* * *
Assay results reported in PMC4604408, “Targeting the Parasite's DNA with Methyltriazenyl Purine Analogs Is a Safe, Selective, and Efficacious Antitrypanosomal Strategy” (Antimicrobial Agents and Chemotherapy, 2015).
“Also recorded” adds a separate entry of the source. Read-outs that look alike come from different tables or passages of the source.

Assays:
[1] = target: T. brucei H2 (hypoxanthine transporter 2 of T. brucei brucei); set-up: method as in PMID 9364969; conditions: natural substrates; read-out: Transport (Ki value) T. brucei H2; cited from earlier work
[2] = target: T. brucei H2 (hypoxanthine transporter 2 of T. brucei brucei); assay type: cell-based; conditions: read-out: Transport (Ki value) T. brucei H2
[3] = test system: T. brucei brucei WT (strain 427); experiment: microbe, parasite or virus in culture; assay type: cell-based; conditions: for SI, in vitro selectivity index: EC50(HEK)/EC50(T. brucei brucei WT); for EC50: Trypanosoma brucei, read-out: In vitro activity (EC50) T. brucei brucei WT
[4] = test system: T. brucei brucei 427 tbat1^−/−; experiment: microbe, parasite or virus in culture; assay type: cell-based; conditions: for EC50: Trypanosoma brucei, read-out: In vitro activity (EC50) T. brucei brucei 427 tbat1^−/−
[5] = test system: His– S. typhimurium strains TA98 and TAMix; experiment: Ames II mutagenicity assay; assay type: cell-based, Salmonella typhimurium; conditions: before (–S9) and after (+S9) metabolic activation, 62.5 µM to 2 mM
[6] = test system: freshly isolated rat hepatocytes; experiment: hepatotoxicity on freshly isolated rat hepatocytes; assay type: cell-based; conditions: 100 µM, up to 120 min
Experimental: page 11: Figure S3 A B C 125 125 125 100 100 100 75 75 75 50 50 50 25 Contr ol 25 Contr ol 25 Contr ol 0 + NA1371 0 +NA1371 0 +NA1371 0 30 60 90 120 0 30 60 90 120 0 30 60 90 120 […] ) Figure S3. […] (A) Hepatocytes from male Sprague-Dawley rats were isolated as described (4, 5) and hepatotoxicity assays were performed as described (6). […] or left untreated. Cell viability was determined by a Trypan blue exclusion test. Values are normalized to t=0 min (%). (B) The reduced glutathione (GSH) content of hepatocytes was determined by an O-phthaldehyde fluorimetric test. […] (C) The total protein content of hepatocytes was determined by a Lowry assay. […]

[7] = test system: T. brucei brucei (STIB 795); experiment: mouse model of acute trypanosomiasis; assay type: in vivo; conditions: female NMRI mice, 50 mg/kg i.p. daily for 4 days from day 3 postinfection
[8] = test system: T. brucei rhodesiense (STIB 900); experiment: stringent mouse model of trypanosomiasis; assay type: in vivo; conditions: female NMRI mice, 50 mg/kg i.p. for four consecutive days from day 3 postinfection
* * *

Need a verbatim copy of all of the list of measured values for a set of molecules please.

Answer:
Assay results reported in PMC4604408, “Targeting the Parasite's DNA with Methyltriazenyl Purine Analogs Is a Safe, Selective, and Efficacious Antitrypanosomal Strategy” (Antimicrobial Agents and Chemotherapy, 2015).
“Also recorded” adds a separate entry of the source. Read-outs that look alike come from different tables or passages of the source.

Assays:
[1] = target: T. brucei H2 (hypoxanthine transporter 2 of T. brucei brucei); set-up: method as in PMID 9364969; conditions: natural substrates; read-out: Transport (Ki value) T. brucei H2; cited from earlier work
[2] = target: T. brucei H2 (hypoxanthine transporter 2 of T. brucei brucei); assay type: cell-based; conditions: read-out: Transport (Ki value) T. brucei H2
[3] = test system: T. brucei brucei WT (strain 427); experiment: microbe, parasite or virus in culture; assay type: cell-based; conditions: for SI, in vitro selectivity index: EC50(HEK)/EC50(T. brucei brucei WT); for EC50: Trypanosoma brucei, read-out: In vitro activity (EC50) T. brucei brucei WT
[4] = test system: T. brucei brucei 427 tbat1^−/−; experiment: microbe, parasite or virus in culture; assay type: cell-based; conditions: for EC50: Trypanosoma brucei, read-out: In vitro activity (EC50) T. brucei brucei 427 tbat1^−/−
[5] = test system: His– S. typhimurium strains TA98 and TAMix; experiment: Ames II mutagenicity assay; assay type: cell-based, Salmonella typhimurium; conditions: before (–S9) and after (+S9) metabolic activation, 62.5 µM to 2 mM
[6] = test system: freshly isolated rat hepatocytes; experiment: hepatotoxicity on freshly isolated rat hepatocytes; assay type: cell-based; conditions: 100 µM, up to 120 min
Experimental: page 11: Figure S3 A B C 125 125 125 100 100 100 75 75 75 50 50 50 25 Contr ol 25 Contr ol 25 Contr ol 0 + NA1371 0 +NA1371 0 +NA1371 0 30 60 90 120 0 30 60 90 120 0 30 60 90 120 […] ) Figure S3. […] (A) Hepatocytes from male Sprague-Dawley rats were isolated as described (4, 5) and hepatotoxicity assays were performed as described (6). […] or left untreated. Cell viability was determined by a Trypan blue exclusion test. Values are normalized to t=0 min (%). (B) The reduced glutathione (GSH) content of hepatocytes was determined by an O-phthaldehyde fluorimetric test. […] (C) The total protein content of hepatocytes was determined by a Lowry assay. […]

[7] = test system: T. brucei brucei (STIB 795); experiment: mouse model of acute trypanosomiasis; assay type: in vivo; conditions: female NMRI mice, 50 mg/kg i.p. daily for 4 days from day 3 postinfection
[8] = test system: T. brucei rhodesiense (STIB 900); experiment: stringent mouse model of trypanosomiasis; assay type: in vivo; conditions: female NMRI mice, 50 mg/kg i.p. for four consecutive days from day 3 postinfection